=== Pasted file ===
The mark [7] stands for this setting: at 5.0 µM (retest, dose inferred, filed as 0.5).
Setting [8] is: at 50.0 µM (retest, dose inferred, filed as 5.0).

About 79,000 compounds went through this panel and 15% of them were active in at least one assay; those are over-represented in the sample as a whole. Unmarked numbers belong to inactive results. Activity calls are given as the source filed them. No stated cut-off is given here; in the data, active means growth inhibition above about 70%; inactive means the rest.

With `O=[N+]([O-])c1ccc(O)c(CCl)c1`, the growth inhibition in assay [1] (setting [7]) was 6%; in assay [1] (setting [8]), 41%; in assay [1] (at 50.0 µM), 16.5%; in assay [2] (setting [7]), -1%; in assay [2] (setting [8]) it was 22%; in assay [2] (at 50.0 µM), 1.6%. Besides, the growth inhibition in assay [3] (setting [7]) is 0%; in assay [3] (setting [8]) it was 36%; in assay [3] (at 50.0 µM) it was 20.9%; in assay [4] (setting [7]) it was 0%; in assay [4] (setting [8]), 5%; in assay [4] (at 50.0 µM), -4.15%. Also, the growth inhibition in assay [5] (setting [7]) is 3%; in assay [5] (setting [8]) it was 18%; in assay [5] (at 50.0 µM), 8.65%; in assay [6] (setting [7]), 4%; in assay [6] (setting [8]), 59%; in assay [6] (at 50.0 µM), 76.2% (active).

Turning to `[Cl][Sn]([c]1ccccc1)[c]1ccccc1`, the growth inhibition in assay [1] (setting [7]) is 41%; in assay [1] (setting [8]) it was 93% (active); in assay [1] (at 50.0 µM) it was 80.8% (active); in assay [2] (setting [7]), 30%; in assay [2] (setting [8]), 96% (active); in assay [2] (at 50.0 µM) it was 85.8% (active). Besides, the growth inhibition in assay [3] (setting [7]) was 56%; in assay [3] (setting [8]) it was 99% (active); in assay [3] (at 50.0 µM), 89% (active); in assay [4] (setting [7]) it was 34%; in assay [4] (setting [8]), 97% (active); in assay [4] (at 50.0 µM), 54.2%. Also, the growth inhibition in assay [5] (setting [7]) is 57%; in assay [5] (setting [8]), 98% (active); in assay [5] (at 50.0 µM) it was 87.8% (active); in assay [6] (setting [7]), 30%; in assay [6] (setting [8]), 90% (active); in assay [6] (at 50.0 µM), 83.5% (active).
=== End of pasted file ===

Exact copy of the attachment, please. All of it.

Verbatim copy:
The mark [7] stands for this setting: at 5.0 µM (retest, dose inferred, filed as 0.5).
Setting [8] is: at 50.0 µM (retest, dose inferred, filed as 5.0).

About 79,000 compounds went through this panel and 15% of them were active in at least one assay; those are over-represented in the sample as a whole. Unmarked numbers belong to inactive results. Activity calls are given as the source filed them. No stated cut-off is given here; in the data, active means growth inhibition above about 70%; inactive means the rest.

With `O=[N+]([O-])c1ccc(O)c(CCl)c1`, the growth inhibition in assay [1] (setting [7]) was 6%; in assay [1] (setting [8]), 41%; in assay [1] (at 50.0 µM), 16.5%; in assay [2] (setting [7]), -1%; in assay [2] (setting [8]) it was 22%; in assay [2] (at 50.0 µM), 1.6%. Besides, the growth inhibition in assay [3] (setting [7]) is 0%; in assay [3] (setting [8]) it was 36%; in assay [3] (at 50.0 µM) it was 20.9%; in assay [4] (setting [7]) it was 0%; in assay [4] (setting [8]), 5%; in assay [4] (at 50.0 µM), -4.15%. Also, the growth inhibition in assay [5] (setting [7]) is 3%; in assay [5] (setting [8]) it was 18%; in assay [5] (at 50.0 µM), 8.65%; in assay [6] (setting [7]), 4%; in assay [6] (setting [8]), 59%; in assay [6] (at 50.0 µM), 76.2% (active).

Turning to `[Cl][Sn]([c]1ccccc1)[c]1ccccc1`, the growth inhibition in assay [1] (setting [7]) is 41%; in assay [1] (setting [8]) it was 93% (active); in assay [1] (at 50.0 µM) it was 80.8% (active); in assay [2] (setting [7]), 30%; in assay [2] (setting [8]), 96% (active); in assay [2] (at 50.0 µM) it was 85.8% (active). Besides, the growth inhibition in assay [3] (setting [7]) was 56%; in assay [3] (setting [8]) it was 99% (active); in assay [3] (at 50.0 µM), 89% (active); in assay [4] (setting [7]) it was 34%; in assay [4] (setting [8]), 97% (active); in assay [4] (at 50.0 µM), 54.2%. Also, the growth inhibition in assay [5] (setting [7]) is 57%; in assay [5] (setting [8]), 98% (active); in assay [5] (at 50.0 µM) it was 87.8% (active); in assay [6] (setting [7]), 30%; in assay [6] (setting [8]), 90% (active); in assay [6] (at 50.0 µM), 83.5% (active).